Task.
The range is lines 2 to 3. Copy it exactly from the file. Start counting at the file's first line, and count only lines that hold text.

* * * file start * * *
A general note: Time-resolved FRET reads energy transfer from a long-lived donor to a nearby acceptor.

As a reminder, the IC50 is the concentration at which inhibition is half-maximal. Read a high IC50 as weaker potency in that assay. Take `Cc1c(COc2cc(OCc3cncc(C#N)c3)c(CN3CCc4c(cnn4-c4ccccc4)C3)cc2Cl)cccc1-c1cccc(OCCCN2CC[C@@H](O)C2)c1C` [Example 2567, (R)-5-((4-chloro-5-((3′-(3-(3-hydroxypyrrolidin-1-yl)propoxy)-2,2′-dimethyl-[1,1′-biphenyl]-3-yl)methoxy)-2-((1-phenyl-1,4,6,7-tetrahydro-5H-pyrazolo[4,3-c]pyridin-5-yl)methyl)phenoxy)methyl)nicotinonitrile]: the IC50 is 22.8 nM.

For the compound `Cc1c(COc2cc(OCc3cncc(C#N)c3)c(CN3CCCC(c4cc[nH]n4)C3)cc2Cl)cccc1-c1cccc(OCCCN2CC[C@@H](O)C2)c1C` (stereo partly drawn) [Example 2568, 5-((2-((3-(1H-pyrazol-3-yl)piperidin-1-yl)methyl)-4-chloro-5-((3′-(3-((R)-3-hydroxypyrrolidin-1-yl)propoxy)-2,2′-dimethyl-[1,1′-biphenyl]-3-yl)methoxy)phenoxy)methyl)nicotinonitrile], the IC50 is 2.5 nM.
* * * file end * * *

As a reminder, the IC50 is the concentration at which inhibition is half-maximal. Read a high IC50 as weaker potency in that assay. Take `Cc1c(COc2cc(OCc3cncc(C#N)c3)c(CN3CCc4c(cnn4-c4ccccc4)C3)cc2Cl)cccc1-c1cccc(OCCCN2CC[C@@H](O)C2)c1C` [Example 2567, (R)-5-((4-chloro-5-((3′-(3-(3-hydroxypyrrolidin-1-yl)propoxy)-2,2′-dimethyl-[1,1′-biphenyl]-3-yl)methoxy)-2-((1-phenyl-1,4,6,7-tetrahydro-5H-pyrazolo[4,3-c]pyridin-5-yl)methyl)phenoxy)methyl)nicotinonitrile]: the IC50 is 22.8 nM.

For the compound `Cc1c(COc2cc(OCc3cncc(C#N)c3)c(CN3CCCC(c4cc[nH]n4)C3)cc2Cl)cccc1-c1cccc(OCCCN2CC[C@@H](O)C2)c1C` (stereo partly drawn) [Example 2568, 5-((2-((3-(1H-pyrazol-3-yl)piperidin-1-yl)methyl)-4-chloro-5-((3′-(3-((R)-3-hydroxypyrrolidin-1-yl)propoxy)-2,2′-dimethyl-[1,1′-biphenyl]-3-yl)methoxy)phenoxy)methyl)nicotinonitrile], the IC50 is 2.5 nM.